- (A)If you needle felt a sock monkey in public, you may scare the non-knitters who think you are performing voodoo. (B)You can do voodoo on a sock monkey. Ask Chappy.
My friend, Liz, and I had a great time. We met many interesting women (and Stephen!) who have so much talent and enthusiasm for fiber. It was an inspirational experience that will stay with me.
There is so much more, but that's a start. I will be uploading pics to Flickr over the next few days and will post the link when I do.
Friday, April 11, 2008
Dear People in Charge of My Flight:
Many weeks ago, I booked my flight from Chicago to Seattle on American. I had other options, but I chose American due to a decent fare, departure and arrival times that worked for my schedule, and the fact that the MD-80 gave us the option of a two-seat row. Well, as you know, American had been having some, um, challenges this week. Listen, I am a girl who has experienced just about every flight delay that one can. I have been stuck overnight twice, have been on a plane on the tarmac for over 3 hours (which later resulted in being stuck overnight), have been taken to an alternate airport and bused 2 hours in a driving thunderstorm to my actual destination holding a cat that belonged to a woman in a wheelchair who had to sit at the front of the bus but the driver was allergic and wasn't going to let the cat on so I intervened and took the cat to the back. (This happened after I not-so-politely informed the airline representative that one coach bus was not going to hold the entire planeload of passengers they were trying to transport. "Do the math!," I told him over and over. Yeah, I was pretty cranky.) I have been on a plane that pulled away from the gate only to return due to a mechanical issue and we were going to miss our connection. After checking, a flight attendant told us to get off the plane and go to a different gate where we could get on another flight, this one non-stop. As we exited the plane, we checked with the gate attendant who confirmed that we would be able to get on that plane, no problem. Upon arrival at said gate, we were told the flight was full and we could not get on. In the pre-911 days, you could stand up to the airlines without fear of arrest, so I asked for a supervisor who also told me that they could not accommodate us. I explained that not one but two AA employees had told us we would be able to get on the flight--in fact, had told us to get off the flight we were on--and that he needed to fix the situation. His response was "You have problem." I explained to him that if TWO AA employees instructed me to get off a plane and that I would be able to get on a different plane, that became his problem. He resisted. I did not back down. Eventually, they went on the plane, paid two volunteers to get off, and we got on. That would not happen in today's flying climate. Anyhoo, you can see that I have run the gauntlet. I have paid my travel dues. Soooooo...what I am asking is that you let one certain little MD-80 leave Chicago on Sunday bound for Seattle. Is that too much to ask? After all, I'm just a kid who wants to get to (sock) camp and you wouldn't want to disappoint a kid, would you?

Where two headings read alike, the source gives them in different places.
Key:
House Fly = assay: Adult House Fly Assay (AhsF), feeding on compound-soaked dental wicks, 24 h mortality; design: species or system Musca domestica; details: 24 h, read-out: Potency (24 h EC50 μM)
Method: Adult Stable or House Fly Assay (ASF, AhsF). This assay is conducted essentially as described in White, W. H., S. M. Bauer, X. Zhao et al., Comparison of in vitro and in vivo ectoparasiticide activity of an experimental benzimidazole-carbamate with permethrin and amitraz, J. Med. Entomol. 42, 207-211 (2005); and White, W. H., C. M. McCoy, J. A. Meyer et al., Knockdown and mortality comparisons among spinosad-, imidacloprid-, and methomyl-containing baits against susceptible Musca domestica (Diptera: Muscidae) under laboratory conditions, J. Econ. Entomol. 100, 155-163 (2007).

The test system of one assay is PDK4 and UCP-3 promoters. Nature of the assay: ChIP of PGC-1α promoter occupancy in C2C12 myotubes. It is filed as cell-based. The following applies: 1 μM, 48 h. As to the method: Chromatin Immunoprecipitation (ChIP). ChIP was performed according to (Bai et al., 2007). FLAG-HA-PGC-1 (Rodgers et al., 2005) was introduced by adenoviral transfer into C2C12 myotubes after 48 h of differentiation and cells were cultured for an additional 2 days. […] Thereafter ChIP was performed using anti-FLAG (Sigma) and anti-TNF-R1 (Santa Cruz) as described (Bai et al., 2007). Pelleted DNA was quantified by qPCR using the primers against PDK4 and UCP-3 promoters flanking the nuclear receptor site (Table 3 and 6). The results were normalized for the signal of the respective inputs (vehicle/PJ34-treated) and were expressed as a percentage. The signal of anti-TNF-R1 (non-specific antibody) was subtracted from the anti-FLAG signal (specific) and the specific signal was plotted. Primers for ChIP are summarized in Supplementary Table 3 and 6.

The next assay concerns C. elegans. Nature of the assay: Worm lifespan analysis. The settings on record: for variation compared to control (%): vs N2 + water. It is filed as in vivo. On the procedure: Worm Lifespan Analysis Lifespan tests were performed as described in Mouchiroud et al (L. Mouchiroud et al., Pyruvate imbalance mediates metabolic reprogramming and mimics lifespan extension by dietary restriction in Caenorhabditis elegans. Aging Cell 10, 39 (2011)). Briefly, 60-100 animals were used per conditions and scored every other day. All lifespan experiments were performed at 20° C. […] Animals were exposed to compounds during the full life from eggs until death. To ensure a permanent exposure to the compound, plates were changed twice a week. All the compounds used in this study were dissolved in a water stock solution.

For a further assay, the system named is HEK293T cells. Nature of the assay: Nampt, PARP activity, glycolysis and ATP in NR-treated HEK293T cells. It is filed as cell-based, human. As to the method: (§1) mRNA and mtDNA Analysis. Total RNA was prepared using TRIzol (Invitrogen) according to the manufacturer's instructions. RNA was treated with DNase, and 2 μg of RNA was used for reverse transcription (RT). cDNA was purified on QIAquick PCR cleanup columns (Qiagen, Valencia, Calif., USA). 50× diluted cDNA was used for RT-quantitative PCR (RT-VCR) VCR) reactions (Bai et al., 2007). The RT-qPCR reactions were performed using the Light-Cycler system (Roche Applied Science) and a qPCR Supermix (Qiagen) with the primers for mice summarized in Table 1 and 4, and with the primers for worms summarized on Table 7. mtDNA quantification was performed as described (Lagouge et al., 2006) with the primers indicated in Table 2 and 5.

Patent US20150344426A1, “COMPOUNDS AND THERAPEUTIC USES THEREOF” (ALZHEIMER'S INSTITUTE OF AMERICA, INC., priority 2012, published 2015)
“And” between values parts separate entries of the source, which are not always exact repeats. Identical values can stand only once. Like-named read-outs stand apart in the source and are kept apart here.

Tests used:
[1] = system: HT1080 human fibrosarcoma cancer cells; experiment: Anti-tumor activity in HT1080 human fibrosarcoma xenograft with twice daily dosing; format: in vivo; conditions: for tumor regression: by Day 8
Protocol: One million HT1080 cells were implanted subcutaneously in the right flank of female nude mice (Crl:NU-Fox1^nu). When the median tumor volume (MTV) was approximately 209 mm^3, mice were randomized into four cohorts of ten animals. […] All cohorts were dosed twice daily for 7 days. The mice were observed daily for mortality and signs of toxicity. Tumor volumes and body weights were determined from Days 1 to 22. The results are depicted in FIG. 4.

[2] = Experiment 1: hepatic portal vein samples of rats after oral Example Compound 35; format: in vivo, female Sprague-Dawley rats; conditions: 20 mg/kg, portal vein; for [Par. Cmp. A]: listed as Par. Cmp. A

A (hopefully) happy camper
PS. Could you guys also let the TSA know that the knitting needles in my bags are not an issue. Seriously, what could I do with a needle that the guy in 14B couldn't do with a Bic pen. Except turn a heel.